Author Topic: Fermentation schedule for Belgian Pale  (Read 5312 times)

Offline richardt

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Re: Fermentation schedule for Belgian Pale
« Reply #15 on: February 01, 2011, 10:09:26 PM »
We seem to be in a period of change with respect to the concept of keeping beer on the yeast in Primary Fermentation vessels.

Many of us read the books and magazines.  Many of them say "rack to secondary after 7 days." 
Even CP's books seem to say that.  Keep in mind when they were written.  It was right, then.

Now, as Major says, it seems that there's a difference between homebrewing in buckets or carboys (5 or 10 gallon batches) and brewing in massive SS conicals that have additional issues (e.g., turn-around-time, CO2 pressure and Weight) that we homebrewers do not.

The homebrew vets and the recent science support the notion that we homebrewers are gonna be just fine leaving the beers on the yeast for a month or so without deleterious effects, regardless of beer style.

Bottom line:  you can have a life--if family duties arise, you can let the beer wait a day, or a week, or a few weeks, without having to worry.  To borrow a cliche:  It'll all be good!

Offline bluesman

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Re: Fermentation schedule for Belgian Pale
« Reply #16 on: February 02, 2011, 05:21:19 AM »
If you need to keep the beer on the yeast for more than three weeks the beer should be chilled down to <40F to preserve the yeast and prevent any potential autolysis. I have kept beers on the yeast for 4-5 weeks @ 65F without detriment to my beer. It is recommended by the yeast manufacturers to keep yeast refrigerated to prevent autolysis and other ill effects that can be caused by warm storage. How long is too long...? That's a question I answer by saying "better be safe than be sorry".  :)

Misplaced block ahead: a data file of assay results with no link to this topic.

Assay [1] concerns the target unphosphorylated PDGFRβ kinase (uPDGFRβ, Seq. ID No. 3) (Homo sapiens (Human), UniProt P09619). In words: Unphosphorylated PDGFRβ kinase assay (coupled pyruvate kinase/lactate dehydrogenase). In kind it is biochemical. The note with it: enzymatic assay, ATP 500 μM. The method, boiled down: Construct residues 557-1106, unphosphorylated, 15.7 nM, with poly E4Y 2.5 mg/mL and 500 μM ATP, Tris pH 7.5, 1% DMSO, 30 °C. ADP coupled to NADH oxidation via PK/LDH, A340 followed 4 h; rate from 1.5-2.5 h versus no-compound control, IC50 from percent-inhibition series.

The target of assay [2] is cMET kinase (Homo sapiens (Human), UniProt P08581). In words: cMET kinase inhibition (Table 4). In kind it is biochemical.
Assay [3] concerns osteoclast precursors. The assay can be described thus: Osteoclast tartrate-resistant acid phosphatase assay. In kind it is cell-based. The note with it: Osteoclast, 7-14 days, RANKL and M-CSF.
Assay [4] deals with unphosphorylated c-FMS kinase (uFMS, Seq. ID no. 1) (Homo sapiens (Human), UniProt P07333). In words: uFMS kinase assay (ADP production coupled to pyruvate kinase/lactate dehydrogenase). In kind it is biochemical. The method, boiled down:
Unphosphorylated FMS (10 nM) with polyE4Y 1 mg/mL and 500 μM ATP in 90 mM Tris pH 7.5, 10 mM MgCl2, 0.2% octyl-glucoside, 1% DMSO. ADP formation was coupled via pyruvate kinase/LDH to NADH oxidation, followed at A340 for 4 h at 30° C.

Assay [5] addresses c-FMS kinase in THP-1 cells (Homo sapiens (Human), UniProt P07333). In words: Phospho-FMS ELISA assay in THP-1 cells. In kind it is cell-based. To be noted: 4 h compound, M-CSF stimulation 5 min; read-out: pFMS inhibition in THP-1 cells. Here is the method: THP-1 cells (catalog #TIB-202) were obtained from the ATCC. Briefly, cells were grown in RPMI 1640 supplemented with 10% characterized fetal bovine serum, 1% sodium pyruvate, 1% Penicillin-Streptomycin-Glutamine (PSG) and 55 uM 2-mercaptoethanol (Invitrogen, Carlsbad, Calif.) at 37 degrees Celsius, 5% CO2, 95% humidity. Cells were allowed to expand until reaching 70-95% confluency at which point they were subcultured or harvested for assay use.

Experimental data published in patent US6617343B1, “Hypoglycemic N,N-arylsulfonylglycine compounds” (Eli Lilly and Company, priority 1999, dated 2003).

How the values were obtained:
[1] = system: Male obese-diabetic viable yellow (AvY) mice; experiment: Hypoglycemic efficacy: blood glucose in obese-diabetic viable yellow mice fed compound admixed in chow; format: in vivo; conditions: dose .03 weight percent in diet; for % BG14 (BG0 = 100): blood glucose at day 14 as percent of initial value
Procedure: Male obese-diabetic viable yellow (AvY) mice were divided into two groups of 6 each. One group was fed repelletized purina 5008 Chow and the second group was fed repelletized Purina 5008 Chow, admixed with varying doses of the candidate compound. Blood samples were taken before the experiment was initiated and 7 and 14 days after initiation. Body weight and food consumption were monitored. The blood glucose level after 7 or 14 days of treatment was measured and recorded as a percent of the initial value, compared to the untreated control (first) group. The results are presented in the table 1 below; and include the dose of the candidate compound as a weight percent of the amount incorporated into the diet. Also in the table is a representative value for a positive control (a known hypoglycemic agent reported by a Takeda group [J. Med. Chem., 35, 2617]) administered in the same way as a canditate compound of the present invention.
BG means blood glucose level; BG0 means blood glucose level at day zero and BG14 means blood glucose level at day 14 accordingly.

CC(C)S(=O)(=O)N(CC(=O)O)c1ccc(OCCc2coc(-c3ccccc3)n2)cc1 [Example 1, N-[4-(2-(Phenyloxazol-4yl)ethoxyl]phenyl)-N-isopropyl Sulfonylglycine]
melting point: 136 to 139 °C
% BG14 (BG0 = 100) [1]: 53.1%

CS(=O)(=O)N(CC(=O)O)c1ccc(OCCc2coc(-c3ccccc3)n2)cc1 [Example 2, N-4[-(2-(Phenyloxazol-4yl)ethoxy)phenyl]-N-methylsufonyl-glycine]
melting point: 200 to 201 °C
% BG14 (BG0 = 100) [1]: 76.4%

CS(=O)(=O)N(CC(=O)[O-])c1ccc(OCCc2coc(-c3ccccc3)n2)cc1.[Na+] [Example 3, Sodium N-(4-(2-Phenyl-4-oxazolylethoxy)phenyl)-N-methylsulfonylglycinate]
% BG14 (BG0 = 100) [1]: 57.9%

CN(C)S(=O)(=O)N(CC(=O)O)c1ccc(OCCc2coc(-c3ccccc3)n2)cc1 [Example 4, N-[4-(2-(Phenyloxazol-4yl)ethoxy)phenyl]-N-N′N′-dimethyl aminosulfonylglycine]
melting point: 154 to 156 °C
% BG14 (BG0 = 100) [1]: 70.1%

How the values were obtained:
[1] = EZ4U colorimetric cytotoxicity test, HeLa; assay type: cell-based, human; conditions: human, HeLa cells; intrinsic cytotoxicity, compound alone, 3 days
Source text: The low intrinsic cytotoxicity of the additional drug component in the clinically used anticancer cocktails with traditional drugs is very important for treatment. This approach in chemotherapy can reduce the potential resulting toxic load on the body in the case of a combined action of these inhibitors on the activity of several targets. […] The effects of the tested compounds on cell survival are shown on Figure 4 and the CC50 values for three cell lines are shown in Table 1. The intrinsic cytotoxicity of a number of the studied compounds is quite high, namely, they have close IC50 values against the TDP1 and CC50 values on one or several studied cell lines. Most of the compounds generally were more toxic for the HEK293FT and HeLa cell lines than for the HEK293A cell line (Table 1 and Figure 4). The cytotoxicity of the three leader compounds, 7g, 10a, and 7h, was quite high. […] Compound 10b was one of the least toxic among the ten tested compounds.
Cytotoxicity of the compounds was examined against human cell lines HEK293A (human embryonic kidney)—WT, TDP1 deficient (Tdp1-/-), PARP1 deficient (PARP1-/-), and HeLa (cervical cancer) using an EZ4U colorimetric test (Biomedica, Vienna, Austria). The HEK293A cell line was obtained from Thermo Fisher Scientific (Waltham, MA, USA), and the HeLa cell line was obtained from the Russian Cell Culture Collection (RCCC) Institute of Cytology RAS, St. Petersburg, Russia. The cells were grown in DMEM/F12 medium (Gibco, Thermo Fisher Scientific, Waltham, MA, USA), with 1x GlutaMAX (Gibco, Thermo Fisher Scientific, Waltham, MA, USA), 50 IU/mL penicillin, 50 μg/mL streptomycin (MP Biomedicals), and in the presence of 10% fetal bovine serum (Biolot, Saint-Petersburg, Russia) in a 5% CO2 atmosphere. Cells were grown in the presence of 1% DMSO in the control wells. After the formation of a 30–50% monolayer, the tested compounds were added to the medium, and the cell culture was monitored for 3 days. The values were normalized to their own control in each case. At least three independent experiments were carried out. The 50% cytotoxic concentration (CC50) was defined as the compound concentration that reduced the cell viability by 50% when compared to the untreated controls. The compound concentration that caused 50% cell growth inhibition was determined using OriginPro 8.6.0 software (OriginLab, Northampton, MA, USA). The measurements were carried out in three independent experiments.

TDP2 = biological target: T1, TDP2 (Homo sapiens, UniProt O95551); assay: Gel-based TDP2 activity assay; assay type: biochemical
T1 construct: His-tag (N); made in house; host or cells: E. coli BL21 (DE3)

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Offline skyler

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Re: Fermentation schedule for Belgian Pale
« Reply #17 on: February 05, 2011, 12:41:32 AM »
Not sure if it was autolysis, but the only beer I hated in recent memory was one where I overpitched and left it on the yeast for 6 weeks. I think a month is as long as I would let it go. As to secondary - I do them when it is more convenient to do them (like when I need a free primary vessel, but am not ready to keg). I do believe many beers benefit from a couple weeks of lagering in secondary, but the added risks are good enough reason not to bother.

Offline alikocho

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Re: Fermentation schedule for Belgian Pale
« Reply #18 on: February 06, 2011, 09:29:27 AM »
I don't worry about autolysis, and the bulk of my primaries run for 10 days or before bottling. Let it ferment, let the yeast clean up and settle. Don't worry about it.

And as someone said, this seems to have been a concern 10+ years ago, but todays yeasts aren't so tricky.
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